Small Italian town has spent centuries making stringed instruments
Certainly the most famous luthier outside of Italy is “Stradivarius”, but the city’s many statues celebrating his genius are labeled “Antonio Stradivari”, his Italian name.
He, Andrea Amati and others made the most coveted instruments to date.
The modern city has a violin museum with a concert hall dedicated exclusively to the music of stringed instruments.
Virginia Villa, director of the Violin Museum, said that in 2012, “traditional violin craftsmanship in Cremona” was added to the list of UNESCO’s Representative List of Intangible Cultural Heritage of Humanity.
“Yes, it is perhaps the musical instrument that has changed the least over time in terms of construction. And above all, Cremona has been classified by UNESCO as an intangible cultural heritage for the know-how luthiers, therefore the know-how of luthiers at work as well as for the skills of the past and the skills present, this history is important, these rules are important, and the fact that the violin is to this day an almost perfect instrument says a lot . “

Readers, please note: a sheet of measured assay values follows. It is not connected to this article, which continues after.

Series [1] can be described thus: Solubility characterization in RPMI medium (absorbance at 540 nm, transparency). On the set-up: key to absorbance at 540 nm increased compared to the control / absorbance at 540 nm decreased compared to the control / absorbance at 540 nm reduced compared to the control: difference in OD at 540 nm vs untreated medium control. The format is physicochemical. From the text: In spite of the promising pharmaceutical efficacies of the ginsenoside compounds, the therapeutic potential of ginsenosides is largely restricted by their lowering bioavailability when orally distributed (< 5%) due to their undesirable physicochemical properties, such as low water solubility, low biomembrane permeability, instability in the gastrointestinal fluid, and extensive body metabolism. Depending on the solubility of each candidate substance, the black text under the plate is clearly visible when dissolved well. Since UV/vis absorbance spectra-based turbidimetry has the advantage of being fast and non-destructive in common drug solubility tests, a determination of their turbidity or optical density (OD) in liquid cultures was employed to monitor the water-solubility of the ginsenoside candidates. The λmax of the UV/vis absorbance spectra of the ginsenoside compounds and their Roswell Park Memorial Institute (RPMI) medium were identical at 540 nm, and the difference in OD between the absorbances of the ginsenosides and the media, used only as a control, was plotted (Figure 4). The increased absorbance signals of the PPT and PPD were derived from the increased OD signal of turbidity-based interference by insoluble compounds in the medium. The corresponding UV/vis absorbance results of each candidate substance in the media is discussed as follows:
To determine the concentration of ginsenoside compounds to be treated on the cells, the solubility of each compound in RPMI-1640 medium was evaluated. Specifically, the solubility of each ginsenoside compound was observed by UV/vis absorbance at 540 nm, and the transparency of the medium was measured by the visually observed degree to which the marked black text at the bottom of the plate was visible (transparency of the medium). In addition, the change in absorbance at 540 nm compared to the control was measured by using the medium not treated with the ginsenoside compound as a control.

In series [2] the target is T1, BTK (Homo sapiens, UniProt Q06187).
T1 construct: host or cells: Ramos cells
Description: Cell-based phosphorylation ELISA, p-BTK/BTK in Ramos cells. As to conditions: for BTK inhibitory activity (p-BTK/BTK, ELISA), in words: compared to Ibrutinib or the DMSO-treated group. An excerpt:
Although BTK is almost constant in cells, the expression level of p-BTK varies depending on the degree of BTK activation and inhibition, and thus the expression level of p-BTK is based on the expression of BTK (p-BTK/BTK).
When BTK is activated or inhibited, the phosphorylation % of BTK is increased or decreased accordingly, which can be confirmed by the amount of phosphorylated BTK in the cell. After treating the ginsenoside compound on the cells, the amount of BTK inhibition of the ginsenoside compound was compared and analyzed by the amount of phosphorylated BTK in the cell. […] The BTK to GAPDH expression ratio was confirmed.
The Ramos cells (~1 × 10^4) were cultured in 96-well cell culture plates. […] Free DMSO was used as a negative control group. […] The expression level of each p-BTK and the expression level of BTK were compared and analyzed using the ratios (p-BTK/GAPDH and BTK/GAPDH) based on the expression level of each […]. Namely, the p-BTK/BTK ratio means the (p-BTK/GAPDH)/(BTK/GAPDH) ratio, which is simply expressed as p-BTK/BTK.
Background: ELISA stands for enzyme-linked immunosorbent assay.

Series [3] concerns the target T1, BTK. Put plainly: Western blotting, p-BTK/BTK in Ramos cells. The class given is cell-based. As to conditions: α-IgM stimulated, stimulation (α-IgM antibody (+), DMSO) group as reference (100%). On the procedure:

The luthiers had close ties to the courts of Charles IX of France and Philip II of Spain and traveled to these countries to present the instruments to musicians.
One of the reasons Cremona focuses on instruments of this type is that the city has always had a strong tradition in wood carving.
Today, artisans and musicians come from all over the world to learn about the art of violin making and acquire instruments.
The work is demanding, and a typical luthier can only make a dozen violins per year.
Carlson and Neumann luthier Bruce Carlson says handmade violins have a personality that industrially made instruments will never have.
“I think that a handmade instrument versus, say for example, an industrially manufactured instrument, the main difference is the attention to detail. Obviously, when you produce large quantities of instruments, it doesn’t is not possible to be so meticulous in every detail, you are trying to be efficient in order to be able to produce a large number of instruments. Some of the efficiency is lost, but at the same time manual work also gives a certain personality to instruments that I think a lot of industrial instruments don’t have. “
Road signs point to the luthiers’ workshop, which can be found in almost every street.
Centuries after their creation here, it is still the homeland of the violin.